Kimberley Reid, Monash University

You’ve probably heard El Niño brings hot and dry weather to the eastern states, but what about the rest of Australia? Are we all in for a scorcher this summer?

El Niño is what scientists call a climate driver. But it’s just one of many.

These climate drivers control year-to-year variations in the weather. Some years are hotter and drier, while others are cooler and wetter.

Australia is particularly prone to weather whiplash because our continent is buffeted by climate drivers to our north, south, east and west. The dominant driver in your state may be one of the lesser-known influences.

Understanding Climate Drivers (Bureau of Meteorology)

East: El Niño Southern Oscillation

The El Niño Southern Oscillation (ENSO) is the resident climate driver in the Pacific Ocean and the driver with the biggest influence over Australian weather. Differences in sea surface temperatures and winds across the Pacific determine whether we swing towards El Niño (the boy) or La Niña (the girl).

During the El Niño phase, sea surface temperatures near South America are warmer than normal and they are cooler than normal off the coast of eastern Australia. Additionally, trade winds that blow from east to west across the Pacific weaken.

El Niño brings hotter daytime temperatures, but often cooler nights. That’s because reduced cloud cover allows more heat to escape into space overnight. So the same process that increases the chances of heatwaves can also raise the risk of frost in Western Australia, New South Wales, the Australian Capital Territory and Victoria.

Australia as a whole is typically drier during an El Niño event. In the tropical regions, El Niño can delay the onset of the monsoon and reduce the likelihood of tropical cyclones. In the southern states, the hot and dry conditions increase the chance of intense bushfires.

La Niña is the opposite phase. Waters off eastern Australia are warmer than usual, increasing the chance of tropical cyclones and an earlier start to the monsoon for WA, the Northern Territory and Queensland.

So what does El Niño do to the weather in your state? Hover over your state in the interactive map to find out.

West: Indian Ocean Dipole

The Indian Ocean Dipole is like ENSO’s Indian Ocean cousin. A positive Indian Ocean Dipole is declared when ocean temperatures near Africa are warmer than normal and ocean temperatures off the coast of Sumatra are cooler than usual.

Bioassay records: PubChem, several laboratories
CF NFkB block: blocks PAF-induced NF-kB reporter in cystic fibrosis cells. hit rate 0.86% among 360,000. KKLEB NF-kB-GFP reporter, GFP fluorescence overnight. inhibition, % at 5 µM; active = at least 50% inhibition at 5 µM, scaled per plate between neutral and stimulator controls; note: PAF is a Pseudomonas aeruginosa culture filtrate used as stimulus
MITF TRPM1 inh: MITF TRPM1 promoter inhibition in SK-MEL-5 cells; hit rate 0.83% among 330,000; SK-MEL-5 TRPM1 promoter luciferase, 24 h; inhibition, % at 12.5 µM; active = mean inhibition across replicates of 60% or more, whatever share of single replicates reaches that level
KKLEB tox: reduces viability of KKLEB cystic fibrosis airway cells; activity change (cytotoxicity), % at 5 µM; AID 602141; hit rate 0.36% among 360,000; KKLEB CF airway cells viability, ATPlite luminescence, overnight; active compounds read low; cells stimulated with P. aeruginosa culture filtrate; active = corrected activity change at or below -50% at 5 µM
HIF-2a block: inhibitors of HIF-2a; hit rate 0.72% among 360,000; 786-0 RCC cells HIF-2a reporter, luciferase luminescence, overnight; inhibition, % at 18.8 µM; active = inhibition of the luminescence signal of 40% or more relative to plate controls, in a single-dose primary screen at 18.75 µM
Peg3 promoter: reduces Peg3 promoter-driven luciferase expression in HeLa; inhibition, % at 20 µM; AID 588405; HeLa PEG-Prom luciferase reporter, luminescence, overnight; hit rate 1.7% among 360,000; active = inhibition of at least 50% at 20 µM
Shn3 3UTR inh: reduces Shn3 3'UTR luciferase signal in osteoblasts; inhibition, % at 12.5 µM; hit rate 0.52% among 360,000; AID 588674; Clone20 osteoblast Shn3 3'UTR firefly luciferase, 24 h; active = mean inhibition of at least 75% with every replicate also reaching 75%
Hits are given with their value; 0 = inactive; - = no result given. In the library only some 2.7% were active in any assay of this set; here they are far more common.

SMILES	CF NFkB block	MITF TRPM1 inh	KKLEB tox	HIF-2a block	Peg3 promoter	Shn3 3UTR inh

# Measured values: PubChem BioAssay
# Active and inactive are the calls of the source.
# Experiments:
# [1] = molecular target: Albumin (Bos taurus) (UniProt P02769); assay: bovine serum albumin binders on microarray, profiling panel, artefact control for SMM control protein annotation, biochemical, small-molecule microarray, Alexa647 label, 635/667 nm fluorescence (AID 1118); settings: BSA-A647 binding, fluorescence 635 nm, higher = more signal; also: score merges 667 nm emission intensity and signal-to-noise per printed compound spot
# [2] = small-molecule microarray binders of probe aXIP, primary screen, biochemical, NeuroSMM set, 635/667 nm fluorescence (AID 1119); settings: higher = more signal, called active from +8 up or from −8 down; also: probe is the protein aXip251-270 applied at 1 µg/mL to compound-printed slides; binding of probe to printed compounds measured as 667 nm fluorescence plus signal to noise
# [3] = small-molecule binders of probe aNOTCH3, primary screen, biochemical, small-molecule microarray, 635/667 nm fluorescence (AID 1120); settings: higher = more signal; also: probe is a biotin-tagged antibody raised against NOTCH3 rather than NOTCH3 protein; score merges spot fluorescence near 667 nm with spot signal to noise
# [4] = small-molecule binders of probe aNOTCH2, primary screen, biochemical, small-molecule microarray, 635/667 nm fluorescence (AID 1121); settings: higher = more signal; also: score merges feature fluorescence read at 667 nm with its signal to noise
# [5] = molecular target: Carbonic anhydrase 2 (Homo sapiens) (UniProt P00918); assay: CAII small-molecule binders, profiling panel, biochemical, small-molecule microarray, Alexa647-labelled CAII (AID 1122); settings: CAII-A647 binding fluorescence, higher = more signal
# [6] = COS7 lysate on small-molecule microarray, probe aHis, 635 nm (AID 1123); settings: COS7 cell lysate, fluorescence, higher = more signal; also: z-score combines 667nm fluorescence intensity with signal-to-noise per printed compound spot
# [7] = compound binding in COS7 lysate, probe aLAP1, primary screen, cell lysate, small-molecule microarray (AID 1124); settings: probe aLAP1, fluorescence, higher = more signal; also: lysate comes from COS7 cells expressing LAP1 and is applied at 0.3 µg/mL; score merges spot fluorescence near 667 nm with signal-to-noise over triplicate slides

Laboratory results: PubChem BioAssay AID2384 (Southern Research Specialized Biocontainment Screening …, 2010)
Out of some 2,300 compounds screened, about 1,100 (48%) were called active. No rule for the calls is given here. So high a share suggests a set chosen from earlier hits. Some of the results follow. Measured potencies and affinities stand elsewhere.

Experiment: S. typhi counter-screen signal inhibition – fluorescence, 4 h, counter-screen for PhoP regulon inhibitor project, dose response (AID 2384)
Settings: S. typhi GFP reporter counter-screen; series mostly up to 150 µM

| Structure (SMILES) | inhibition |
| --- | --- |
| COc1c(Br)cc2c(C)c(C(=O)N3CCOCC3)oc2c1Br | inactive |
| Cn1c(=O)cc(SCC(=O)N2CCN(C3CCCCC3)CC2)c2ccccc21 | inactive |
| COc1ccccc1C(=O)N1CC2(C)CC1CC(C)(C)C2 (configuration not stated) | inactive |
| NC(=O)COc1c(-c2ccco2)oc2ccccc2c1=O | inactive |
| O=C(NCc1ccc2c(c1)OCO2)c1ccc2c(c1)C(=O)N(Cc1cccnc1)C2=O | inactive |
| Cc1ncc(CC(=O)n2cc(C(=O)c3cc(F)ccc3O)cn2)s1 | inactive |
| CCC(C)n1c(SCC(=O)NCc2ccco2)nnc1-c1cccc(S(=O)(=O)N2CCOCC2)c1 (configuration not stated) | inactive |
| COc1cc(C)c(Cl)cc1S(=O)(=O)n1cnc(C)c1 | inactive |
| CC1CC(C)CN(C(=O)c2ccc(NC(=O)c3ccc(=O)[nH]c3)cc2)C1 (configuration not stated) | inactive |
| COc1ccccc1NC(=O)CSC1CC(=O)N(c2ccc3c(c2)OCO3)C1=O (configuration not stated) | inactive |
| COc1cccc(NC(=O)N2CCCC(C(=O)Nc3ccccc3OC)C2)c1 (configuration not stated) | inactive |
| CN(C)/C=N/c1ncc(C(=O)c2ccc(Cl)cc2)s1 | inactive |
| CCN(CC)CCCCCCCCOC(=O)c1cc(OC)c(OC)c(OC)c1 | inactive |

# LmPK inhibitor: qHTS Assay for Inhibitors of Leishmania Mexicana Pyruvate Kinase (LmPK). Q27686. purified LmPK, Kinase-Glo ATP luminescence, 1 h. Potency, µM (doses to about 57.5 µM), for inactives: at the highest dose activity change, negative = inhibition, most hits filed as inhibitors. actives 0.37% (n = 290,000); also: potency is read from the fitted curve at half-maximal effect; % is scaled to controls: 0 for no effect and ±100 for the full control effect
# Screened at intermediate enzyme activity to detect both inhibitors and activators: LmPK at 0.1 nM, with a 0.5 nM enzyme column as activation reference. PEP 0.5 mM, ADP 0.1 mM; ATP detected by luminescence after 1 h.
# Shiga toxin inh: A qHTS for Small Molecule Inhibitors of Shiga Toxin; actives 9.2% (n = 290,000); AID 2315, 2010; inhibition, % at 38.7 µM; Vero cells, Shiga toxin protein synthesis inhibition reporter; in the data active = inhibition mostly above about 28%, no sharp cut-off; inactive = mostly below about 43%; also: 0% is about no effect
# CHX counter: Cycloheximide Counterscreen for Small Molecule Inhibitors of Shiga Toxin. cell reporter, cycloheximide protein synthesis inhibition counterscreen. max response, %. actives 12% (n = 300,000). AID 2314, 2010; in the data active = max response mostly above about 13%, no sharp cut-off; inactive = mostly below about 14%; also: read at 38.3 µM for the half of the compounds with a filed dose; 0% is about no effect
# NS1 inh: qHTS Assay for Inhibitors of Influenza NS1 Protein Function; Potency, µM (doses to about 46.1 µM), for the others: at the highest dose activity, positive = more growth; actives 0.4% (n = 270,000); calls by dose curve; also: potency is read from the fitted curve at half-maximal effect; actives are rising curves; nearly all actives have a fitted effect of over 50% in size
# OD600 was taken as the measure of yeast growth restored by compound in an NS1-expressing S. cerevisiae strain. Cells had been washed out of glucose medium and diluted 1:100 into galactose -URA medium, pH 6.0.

A positive dipole tends to bring warmer and drier conditions, particularly to western and central Australia. A negative Indian Ocean Dipole is the reverse and is associated with wetter than normal weather and an increase in northwest cloudbands.

North: Madden-Julian Oscillation

The Madden-Julian Oscillation is a pulse of storms that start in the Indian Ocean, travel over Northern Australia and Indonesia and die in the Pacific Ocean. Ahead of the pulse, the air sinks, causing sunny and dry weather. Under the pulse is high storm activity and typically heavy rainfall.

We describe the Madden-Julian Oscillation based on whether the pulse of storms is active or inactive and where the storm activity is located on its path between the Indian and Pacific Oceans. As well as causing rainfall, the Madden-Julian Oscillation can control the timing of the monsoon onset and tropical cyclone formation.

South: Southern Annular Mode

The Southern Annular Mode controls the north and south position of the westerly winds that whizz around the globe in the Southern Ocean. When the winds are further north than usual, we call this the negative phase. But when the westerly wind move towards Antarctica, we call this the positive phase.

The phase of the Southern Annular Mode affects how many weather systems, like cold fronts, make landfall over southern Australia. A positive mode may also draw tropical moist air south, which happened in 2022 during the extensive flooding over eastern Australia.

Climate drivers control the odds, but not the result

These four key climate drivers affect the weather on average (over months and seasons), but they do not dictate the exact day-to-day weather we experience. As the Gippsland region of Victoria saw in October, heavy rainfall can still occur during an El Niño.

Map of Australia showing the difference from normal rainfall during October 2023, with a large wet patch around Gippsland, Victoria.
Difference from normal rainfall during October 2023, showing defined wet area around Gippsland, Victoria surrounded by drier conditions. The Bureau of Meteorology

Climate drivers are like a football coach. They can select the best players and develop ingenious strategies, but that doesn’t guarantee a win every time.

Players can get injured on the field or simply have a bad game. These uncontrollable factors are challenging to predict and may change the result from what we would expect. Scientists call this stochasticity. The climate drivers are the football coach, but the day-to-day weather systems are the players.

The Bureau of Meteorology releases an update on all of these drivers every two weeks. The update explains which drivers are currently active and the forecast for the next few weeks.

So, if you are wondering why the weather is cooler during summer, or it’s raining in the middle of the dry season, perhaps take a look at which driver is steering Australia’s weather at the moment.

Kimberley Reid, Postdoctoral Research Fellow in Atmospheric Sciences, Monash University

This article is republished from The Conversation under a Creative Commons license. Read the original article.